As was widely reported over the weekend, President Obama has decided to delay executive action on immigration until after the November midterm elections. On June 30, he announced in the Rose Garden that, given Republican congressional opposition to immigration reform, he would unilaterally change our policies by the end of the summer. Reportedly, he has decided to wait because he fears acting before the elections could cost Democrats control of the Senate. Indeed, an increasing number of Democrats running in November had reportedly urged the delay in going forward with the largely unpopular plan.

We find this development both fascinating and frightening. For one thing, a president acting unilaterally on such a major issue – because elected representatives find it hard to agree on a plan concerning something ostensibly within their purview – is somewhat fantastic in a democracy. For another, we see the president as exponentially compounding the problem by willfully depriving voters of the opportunity to even make their views known in the classic democratic way, by effectively voting against the plan.

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This approach to governance really sets off the alarm bells when one contemplates the latest rough patch in relations between the Obama administration and Israel. Just in the past few weeks the State Department was loudly dismissive of Israel’s claim to have done what it could to avoid Palestinian civilian casualties, and Secretary of State Kerry created a firestorm when he urged Israel to agree to a cease-fire agreement that called for a discussion of Hamas’s grievances vis-à-vis Israel.

Criticizing Israel in this way, even before any investigation of the facts – “The blunt, unsparing language [is] among the toughest diplomats recall ever aimed at Israel,” wrote The New York Times’s Mark Landler – is a profound political statement, as was Mr. Kerry’s readiness to effectively reward Hamas for starting a war with Israel.

We therefore think it prudent to be concerned about how much pressure a largely unrestrained President Obama would exert on Israel in order to get it to go along with U.S. wishes. To be sure, as The Jewish Press reported last week, there are those who believe Mr. Obama will not pursue a resumption of the peace process between Israel and the Palestinians. But while that may be the feeling in some quarters right now, who’s to say what the president will do after the midterms?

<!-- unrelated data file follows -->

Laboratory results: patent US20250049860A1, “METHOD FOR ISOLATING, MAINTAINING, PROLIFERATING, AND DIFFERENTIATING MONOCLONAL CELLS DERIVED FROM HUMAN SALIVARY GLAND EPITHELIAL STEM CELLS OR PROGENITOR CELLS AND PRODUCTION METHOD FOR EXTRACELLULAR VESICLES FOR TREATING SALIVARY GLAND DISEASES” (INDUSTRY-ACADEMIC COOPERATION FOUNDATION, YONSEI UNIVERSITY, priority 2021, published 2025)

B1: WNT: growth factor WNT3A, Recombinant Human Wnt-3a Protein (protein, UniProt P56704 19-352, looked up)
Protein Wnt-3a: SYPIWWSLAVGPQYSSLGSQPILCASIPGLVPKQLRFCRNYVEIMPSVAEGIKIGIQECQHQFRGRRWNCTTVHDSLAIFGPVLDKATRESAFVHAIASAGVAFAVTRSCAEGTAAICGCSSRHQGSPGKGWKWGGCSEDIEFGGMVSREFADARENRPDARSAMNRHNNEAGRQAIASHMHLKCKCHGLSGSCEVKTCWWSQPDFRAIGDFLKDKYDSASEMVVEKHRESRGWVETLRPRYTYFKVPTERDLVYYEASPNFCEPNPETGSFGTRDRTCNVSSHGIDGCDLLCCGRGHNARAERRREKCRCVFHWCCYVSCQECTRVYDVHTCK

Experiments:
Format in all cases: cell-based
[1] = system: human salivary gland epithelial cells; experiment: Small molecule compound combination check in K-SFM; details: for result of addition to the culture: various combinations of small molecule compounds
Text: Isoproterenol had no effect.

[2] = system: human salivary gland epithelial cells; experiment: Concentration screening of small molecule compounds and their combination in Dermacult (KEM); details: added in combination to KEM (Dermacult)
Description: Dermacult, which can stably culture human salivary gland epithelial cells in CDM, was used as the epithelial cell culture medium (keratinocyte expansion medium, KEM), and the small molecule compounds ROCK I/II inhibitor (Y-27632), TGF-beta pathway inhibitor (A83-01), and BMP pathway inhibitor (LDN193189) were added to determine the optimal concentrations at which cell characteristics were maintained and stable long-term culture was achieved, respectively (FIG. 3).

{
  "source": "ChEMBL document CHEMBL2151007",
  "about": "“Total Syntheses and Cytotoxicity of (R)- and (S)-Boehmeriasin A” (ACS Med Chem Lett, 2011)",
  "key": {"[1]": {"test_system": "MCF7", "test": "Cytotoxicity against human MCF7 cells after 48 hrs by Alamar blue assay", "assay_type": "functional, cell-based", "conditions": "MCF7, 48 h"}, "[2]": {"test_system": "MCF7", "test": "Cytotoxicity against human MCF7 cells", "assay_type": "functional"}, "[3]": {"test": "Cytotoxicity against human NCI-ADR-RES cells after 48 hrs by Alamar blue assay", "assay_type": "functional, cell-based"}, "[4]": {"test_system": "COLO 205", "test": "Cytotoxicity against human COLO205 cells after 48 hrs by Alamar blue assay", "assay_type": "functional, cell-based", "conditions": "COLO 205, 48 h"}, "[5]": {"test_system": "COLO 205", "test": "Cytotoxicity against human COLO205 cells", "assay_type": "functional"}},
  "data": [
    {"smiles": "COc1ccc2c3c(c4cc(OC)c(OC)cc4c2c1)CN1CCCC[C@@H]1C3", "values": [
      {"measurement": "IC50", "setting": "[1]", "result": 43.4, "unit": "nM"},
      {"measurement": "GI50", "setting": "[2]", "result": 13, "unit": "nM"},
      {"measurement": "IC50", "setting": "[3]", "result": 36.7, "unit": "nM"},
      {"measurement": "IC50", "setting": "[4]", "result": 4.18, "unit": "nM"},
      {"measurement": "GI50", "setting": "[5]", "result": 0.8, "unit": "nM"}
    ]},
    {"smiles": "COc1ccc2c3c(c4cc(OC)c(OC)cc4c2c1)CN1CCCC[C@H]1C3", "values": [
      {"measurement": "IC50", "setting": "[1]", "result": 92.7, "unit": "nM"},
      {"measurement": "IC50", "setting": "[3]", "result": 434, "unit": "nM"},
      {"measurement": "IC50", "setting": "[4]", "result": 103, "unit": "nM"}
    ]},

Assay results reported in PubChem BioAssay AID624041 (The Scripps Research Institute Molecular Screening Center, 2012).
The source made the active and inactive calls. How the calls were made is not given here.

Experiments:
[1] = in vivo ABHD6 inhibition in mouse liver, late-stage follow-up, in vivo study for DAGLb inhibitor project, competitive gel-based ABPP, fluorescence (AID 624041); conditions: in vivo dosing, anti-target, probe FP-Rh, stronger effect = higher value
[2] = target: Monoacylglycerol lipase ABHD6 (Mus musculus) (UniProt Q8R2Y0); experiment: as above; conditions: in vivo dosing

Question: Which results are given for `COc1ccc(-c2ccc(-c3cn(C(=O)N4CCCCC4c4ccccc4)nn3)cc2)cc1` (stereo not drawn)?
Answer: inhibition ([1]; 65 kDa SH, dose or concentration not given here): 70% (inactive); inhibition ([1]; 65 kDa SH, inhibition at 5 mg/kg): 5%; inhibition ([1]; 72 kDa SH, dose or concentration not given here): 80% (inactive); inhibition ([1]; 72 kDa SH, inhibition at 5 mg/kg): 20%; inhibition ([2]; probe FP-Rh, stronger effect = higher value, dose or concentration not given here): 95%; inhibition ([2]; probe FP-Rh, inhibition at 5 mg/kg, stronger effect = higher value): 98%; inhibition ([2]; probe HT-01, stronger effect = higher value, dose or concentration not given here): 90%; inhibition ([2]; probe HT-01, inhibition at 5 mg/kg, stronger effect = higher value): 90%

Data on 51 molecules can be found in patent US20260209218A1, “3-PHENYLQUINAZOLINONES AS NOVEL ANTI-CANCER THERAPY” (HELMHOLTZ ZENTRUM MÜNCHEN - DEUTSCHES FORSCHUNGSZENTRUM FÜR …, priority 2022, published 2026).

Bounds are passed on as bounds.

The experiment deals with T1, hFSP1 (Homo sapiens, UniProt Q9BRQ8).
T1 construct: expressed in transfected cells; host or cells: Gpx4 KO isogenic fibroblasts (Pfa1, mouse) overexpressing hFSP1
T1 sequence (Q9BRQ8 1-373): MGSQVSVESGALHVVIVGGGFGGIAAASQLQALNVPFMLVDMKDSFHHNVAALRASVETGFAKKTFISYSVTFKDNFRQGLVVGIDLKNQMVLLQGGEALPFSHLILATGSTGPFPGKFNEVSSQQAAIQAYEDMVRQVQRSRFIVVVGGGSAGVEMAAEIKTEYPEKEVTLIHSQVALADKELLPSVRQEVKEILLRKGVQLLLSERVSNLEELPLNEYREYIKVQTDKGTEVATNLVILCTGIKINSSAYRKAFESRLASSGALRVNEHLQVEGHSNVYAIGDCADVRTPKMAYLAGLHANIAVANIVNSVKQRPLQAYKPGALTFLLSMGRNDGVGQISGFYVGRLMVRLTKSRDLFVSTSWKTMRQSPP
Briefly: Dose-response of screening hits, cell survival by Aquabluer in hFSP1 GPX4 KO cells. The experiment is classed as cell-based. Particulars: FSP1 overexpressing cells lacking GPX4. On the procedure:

Moreover, there will be several opportunities for U.S. involvement, including the indirect Cairo negotiations between Israel and Hamas, the fallout from the Palestinian Authority’s plans to bring the UN into its fight with Israel, the possible renewal of hostilities with Hamas, and the ISIS crisis coming ever closer to Israel.

We cannot forget Secretary Kerry’s obsessive and relentless focus on the Middle East peace process. He certainly didn’t spend so much time on it without the approval and support of the president, and it’s unlikely the administration is ready to give up on it so suddenly and completely with more than two years still left to the Obama presidency.

It would be a mistake to think the president’s unilateralist approach to achieving immigration reform is unique to that issue. He has made more than thirty executive action changes to provisions of the Affordable Care legislation, some of them designed to delay implementation until after the November elections. And other examples abound.

Then there’s the president’s mantra that he will not be deterred from achieving what is right for the public simply because Congress won’t cooperate. Perhaps that says it all. As veteran White House reporter Keith Koffler wrote more than year ago, “Hubris in a leader is an obnoxious thing, leading to imperiousness in governing. And it’s also a dangerous thing for a second-term president, often spelling trouble.”

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